CNN Contributor and "Journalist of the Year": Why Do People Need to Know So Much Darn News that the Government Would Rather They Didn't Know?
The DOJ's gun-running "Fast and Furious" operation raises such tender feelings toward government secrecy in the part of people in the news business!
See LZ Granderson writing at CNN's web site with an absolutely award-winning lead sentence for a work of journalism by a journalist–a "journalist of the year" no less, according to the National Lesbian and Gay Journalists Association:
We are a nosy country.
Though to be fair, it's not entirely our fault. Between the 24/7 news cycle, social media and reality TV, we have been spoon fed other people's private business for so long we now assume it's a given to know everything. And if there are people who choose not to disclose, they must be hiding something. Being told that something's "none of your business" is slowly being characterized as rude, and if such a statement is coming from the government, it seems incriminating.
Our congresspeople's weird desire to learn all the details of a botched operation that killed a federal agent is then analogized to obsessions over Lindsey's collapses or Snooki's pregnancy:
I know that's hard to digest in a society where pregnancies and marriages of D-list celebrities make the cover of People magazine, but there comes a point where the public's right to know needs to take a back seat to matters like national security and diplomacy.
Granderson goes on to say its the very fact that the government has a steady pattern of these idiot gun-running schemes that raises them to the level of obviously superimportant national security secret–and makes the government's desire to keep it all on the downlow not just, you know, a way to make sure no high government official has to lose his phoney-baloney job.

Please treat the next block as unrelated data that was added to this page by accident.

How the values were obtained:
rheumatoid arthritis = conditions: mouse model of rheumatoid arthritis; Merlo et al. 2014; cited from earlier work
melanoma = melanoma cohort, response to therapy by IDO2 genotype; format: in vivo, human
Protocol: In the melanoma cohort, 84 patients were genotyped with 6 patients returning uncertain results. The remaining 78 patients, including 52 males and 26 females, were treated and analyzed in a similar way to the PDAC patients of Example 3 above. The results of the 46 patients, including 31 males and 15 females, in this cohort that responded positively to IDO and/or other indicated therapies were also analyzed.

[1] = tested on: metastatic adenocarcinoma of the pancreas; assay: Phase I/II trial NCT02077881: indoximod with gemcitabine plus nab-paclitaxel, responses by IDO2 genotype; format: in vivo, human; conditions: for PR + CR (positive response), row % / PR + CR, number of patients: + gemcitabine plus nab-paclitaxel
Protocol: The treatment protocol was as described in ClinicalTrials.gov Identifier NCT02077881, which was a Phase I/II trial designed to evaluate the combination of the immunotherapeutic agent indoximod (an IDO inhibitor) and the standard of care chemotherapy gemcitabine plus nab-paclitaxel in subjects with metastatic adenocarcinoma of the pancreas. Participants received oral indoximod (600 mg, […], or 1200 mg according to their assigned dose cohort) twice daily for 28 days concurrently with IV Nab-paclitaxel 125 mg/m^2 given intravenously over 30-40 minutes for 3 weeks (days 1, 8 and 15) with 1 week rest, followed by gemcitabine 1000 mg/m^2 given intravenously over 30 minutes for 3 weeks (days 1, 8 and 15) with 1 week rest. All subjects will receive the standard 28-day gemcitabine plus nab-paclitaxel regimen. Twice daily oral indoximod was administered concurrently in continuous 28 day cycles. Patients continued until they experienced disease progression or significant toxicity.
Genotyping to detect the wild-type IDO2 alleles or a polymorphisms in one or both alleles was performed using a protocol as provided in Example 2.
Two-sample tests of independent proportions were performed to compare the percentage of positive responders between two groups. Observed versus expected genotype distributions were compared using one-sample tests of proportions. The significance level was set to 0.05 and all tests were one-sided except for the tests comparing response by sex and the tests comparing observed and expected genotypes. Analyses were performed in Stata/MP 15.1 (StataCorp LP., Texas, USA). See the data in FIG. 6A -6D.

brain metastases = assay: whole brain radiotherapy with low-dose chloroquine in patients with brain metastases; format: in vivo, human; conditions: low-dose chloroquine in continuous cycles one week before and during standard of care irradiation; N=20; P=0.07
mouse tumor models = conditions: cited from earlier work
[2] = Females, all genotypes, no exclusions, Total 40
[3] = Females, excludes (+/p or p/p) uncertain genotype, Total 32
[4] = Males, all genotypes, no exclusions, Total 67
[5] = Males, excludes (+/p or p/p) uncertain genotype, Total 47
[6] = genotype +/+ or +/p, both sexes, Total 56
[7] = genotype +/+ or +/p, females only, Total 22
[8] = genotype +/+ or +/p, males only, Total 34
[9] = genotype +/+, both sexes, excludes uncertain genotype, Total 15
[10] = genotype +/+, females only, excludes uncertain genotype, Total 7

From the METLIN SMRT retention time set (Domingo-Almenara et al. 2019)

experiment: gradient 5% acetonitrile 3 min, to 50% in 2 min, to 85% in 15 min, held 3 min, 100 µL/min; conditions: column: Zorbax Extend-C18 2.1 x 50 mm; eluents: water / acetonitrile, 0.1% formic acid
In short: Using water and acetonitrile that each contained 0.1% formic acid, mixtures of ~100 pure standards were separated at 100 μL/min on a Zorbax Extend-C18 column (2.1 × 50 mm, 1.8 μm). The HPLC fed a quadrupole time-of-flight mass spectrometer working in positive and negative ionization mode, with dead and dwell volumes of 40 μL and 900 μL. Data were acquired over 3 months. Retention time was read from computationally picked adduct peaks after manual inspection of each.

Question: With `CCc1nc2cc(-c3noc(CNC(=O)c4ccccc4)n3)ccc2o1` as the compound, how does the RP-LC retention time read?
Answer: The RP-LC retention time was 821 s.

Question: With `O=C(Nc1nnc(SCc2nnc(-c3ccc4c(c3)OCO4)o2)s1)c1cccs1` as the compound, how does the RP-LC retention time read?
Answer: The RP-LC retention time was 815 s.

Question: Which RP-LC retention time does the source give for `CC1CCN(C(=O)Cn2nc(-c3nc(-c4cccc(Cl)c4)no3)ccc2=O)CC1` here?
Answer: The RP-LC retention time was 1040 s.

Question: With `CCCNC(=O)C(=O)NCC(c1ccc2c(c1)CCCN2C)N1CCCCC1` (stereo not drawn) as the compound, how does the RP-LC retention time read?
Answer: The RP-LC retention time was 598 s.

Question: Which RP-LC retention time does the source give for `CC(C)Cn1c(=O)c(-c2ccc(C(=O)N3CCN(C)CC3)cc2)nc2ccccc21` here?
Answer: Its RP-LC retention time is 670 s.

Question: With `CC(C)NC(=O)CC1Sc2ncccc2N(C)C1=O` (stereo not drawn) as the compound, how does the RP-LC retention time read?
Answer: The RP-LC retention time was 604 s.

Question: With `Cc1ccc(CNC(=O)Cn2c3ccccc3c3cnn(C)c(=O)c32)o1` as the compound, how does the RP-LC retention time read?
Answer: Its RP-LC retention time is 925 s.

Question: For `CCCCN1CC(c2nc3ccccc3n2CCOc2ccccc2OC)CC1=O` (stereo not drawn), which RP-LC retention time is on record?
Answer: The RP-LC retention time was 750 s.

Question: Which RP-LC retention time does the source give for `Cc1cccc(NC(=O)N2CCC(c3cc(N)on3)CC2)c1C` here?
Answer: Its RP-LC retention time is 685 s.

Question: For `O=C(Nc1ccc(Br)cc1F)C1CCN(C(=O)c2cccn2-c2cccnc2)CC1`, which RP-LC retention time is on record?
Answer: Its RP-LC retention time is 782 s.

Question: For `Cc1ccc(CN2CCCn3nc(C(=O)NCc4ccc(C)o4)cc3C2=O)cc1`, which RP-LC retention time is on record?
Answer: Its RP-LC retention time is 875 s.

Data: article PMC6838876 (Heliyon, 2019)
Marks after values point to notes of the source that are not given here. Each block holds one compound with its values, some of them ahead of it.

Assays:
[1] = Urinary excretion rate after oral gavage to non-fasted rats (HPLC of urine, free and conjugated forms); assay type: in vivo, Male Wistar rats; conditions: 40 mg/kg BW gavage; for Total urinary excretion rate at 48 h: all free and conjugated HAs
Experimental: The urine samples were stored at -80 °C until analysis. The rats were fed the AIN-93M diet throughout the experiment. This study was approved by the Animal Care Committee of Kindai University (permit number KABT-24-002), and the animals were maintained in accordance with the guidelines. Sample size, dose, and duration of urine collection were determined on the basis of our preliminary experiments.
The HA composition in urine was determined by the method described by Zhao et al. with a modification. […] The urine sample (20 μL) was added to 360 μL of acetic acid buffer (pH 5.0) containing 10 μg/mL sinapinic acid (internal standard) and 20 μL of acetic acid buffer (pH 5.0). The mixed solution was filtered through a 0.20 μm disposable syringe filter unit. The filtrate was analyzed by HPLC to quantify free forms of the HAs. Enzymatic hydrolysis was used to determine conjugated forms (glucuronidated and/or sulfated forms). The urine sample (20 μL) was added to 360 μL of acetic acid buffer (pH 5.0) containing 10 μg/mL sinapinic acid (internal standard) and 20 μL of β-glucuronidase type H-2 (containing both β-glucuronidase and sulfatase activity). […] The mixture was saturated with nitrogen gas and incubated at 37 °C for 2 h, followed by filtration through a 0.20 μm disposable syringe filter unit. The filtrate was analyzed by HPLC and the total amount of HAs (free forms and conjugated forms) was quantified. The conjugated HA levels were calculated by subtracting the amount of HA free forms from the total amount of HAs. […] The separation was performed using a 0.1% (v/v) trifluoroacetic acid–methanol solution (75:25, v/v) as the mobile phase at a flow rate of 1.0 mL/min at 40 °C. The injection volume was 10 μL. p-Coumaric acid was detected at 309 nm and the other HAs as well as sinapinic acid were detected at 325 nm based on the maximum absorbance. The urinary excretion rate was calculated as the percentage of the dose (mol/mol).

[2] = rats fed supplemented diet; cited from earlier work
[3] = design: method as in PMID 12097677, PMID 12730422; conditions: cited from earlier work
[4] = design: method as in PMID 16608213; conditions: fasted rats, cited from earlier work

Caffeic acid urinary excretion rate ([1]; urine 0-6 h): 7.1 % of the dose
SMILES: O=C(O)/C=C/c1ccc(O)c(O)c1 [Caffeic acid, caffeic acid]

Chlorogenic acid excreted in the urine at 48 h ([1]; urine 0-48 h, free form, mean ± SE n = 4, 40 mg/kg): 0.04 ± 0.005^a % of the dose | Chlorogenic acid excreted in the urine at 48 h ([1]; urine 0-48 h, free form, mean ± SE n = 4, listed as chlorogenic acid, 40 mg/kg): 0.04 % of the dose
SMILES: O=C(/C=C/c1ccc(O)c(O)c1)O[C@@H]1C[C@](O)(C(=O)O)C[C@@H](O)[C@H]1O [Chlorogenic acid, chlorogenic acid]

And you know what? Reagan did it (tried to keep secrets) too! So there, Republican congresspeople!
You see, freedom isn't entirely free.
And as for these various pre- and maybe post-"Fast and Furious" gunrunning programs"
Were they legal?
Were they effective?
Well, then, shouldn't we want to know? Nah. You know why?
Were they done as a way to keep America safe?
Thus, there is no need for us to know much if anything about anything government does, unless it chooses to tell us. It would help "save journalism" as well by the great cost-cutting in D.C. bureaus.
And in conclusion, Granderson sums up the news, and in the great tradition of "a 2011 Online Journalism Award finalist for commentary:" tells us what it all means:
We have allowed weapons to cross the Mexican border and into the hands of criminals for years. Many of these weapons were involved in killing innocent Mexicans. There's nothing very admirable about that. But the truth is, it's very American….
And maybe it's better for us not to be so nosy, not to know everything because, to paraphrase the famous line from the movie "A Few Good Men," many of us won't be able to handle the truth.
You know? Maybe it is better for us to "not be so nosy"! I remember what I learned in journalism school, where alas I got too many "C"s: "The business of the journalist is to cover up for the corrupt criminals in government, and to give each other awards. Comfort, affliction, blah de blah."
See Reason's fightin' Nick Gillespie taking on Rachel Maddow and Bill Maher on the same topic last week: